Having played against Jones’ team in Crawley’s 1-0 win at Kenilworth Road in March 2016, and in both games for Argyle in the manager’s first full campaign here, Sonny and Matty Pearson were identified as key to getting Town up to the Championship, and staying there.
“That was one thing the manager did say to me,” said Bradley, who was out of contract in Devon. “He said, ‘I know we are in League One, but I haven’t signed you to play in League One, I’ve signed you to play in the Championship’.
“When someone says that to you, straightaway I knew that he believed in my ability, but then I’ve still got to come through the door and I had to fight for a place. But I said from day one, no disrespect to Sheez, who was our captain at the time and played my position, but from my point of view, once I got that shirt and got that chance, no-one was going to take that shirt away from me. I was going to stay playing, and I backed myself.
“We had a top season in League One which everyone knows about. I was lucky enough to play with a left-back in James Justin, who was actually a right-back at the time, and Pottsy as well, and we got promoted to the Championship.
“It’s about your mentality and I’m still in a position, mentally, where I want to continue to improve. I’m not slowing down. I think physically over the last five years I’ve got better every season. My statistics support that. It’s just about continuing and seeing how far I can go.”
He expresses a hope – when discussing the positive reception Matty received on his recent return with Huddersfield, and the expectation that George Moncur’s contribution to Luton will be acknowledged this afternoon – that “I never leave and I’m here for the rest of my career”.
But he adds: “I’d like to think that if I ever left and came back, I’d get a similar reception because Matty, Moncs and James Collins, who we’re going to come up against, they really did give everything for the club, and not just on match days, in the week as well”.
Mention of Moncur inevitably brings that famous snowy January 2019 night into the discussion, with Sonny declaring it the best game of his career.
“Moncs left us with some real good memories, and the one that sticks out for me, as I think it does for everyone, was the free-kick that against Portsmouth. Moments like that make Moncs a special part of Luton’s recent history, a great character as well as player.”
The man in charge that night, of course, was Mick Harford. Sonny reveals that despite his recent absence for his treatment for prostate cancer, our assistant-manager is still at the forefront of the squad’s thoughts on a matchday.
“Mick’s been a massive part of my time here,” he says. “When I first came I had a conversation with him and he said ‘Look, you’re a good kid, we know you are, get your head down for six months and the manager will turn you into a Championship football player’. They were words from Mick that I listened to and I believed in, and that’s what I went and did.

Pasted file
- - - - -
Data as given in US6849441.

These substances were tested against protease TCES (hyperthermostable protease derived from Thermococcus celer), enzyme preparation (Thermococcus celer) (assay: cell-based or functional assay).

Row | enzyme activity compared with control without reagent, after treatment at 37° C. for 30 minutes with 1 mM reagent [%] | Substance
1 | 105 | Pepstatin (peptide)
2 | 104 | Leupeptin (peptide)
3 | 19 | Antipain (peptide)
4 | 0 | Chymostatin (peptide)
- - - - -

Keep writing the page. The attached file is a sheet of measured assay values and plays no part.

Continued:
“Luton is very, very lucky that this man is part of our football club and I’m sure he will be for the rest of his life. He’s an important member of the team, and all the lads are missing him. We still speak to him every day and he’s always got a message for the boys before games.
“When I speak to the boys in our huddle before the game, I always say ‘We stick together’. They are words from Mick that I’m just echoing to them. He always loves to say that before a game, ‘Whatever we do today, we stick together’. They sound simple, but they mean so much and Mick has obviously gone through a bit of a hard time.
“When he says that about going out on the pitch sticking together, we say the same to him when he’s been going through his treatment. We all stick together and we stay as a team. We’ll support him in any which way we can.”
Away from the pitch, Sonny himself is well settled in the area with his partner Amy and little Sonny, having signed a new contract in the summer.
“I’ve just moved house and I feel that this is my home now, this is where I belong,” he says. “I’ve just signed a new deal, I’ve committed my future here and I want to stay here for as long as possible. If I am honest, the direction that this football club is moving in, depending on how fast we move there, will determine how long I stay. I’ve got to be brutally honest about that.
“I’m 30 years old now, I’ve still got a lot in the tank. Mentally I’ve got no signs of slowing up at all, but it’s one of those where in football you never really know how long you’re going to stay at a club, you never know when it’s going to be your time.
“All you can do is season in, season out, give your best for the football club and hope that that’s good enough. At some point, no matter who you are, now matter how old you are, your time will come where you have to move on for whatever reason, but for me, I don’t see that being any time soon.
“Right now, we’ve got a real focus about taking this club to the next level and I don’t just mean the next division, I mean as a football team. We finished 12th in the league last year and we want to improve on that.
“We think the squad is improved. We’ve got more energy and belief this year, we’ve got more Championship experience and I think especially over the past few games, we’ve looked like a different beast from last year.
“I think there is a real excitement about the boys at the minute and it’s just about continuing to improve. If we do that, which we are doing at a good pace at the minute, I think if we hit those gears more often than not this season, then there is no reason why we can’t aim for an improvement on last year.
“We’ve got a group of players who are hungry and desperate for success, and it’s just about putting those performances in and really believing in our ability, because so far we’ve already proved that we are good enough to compete with any team at this level.”
And how about delivering that first goal of the season for Sonny Jr to celebrate in person?
“I’m feeling fit, I’m feeling strong, so I’ll be very disappointed if I don’t get at least one this season,” he says. “I’m just waiting for that chance, waiting for that moment to celebrate like everyone else would.”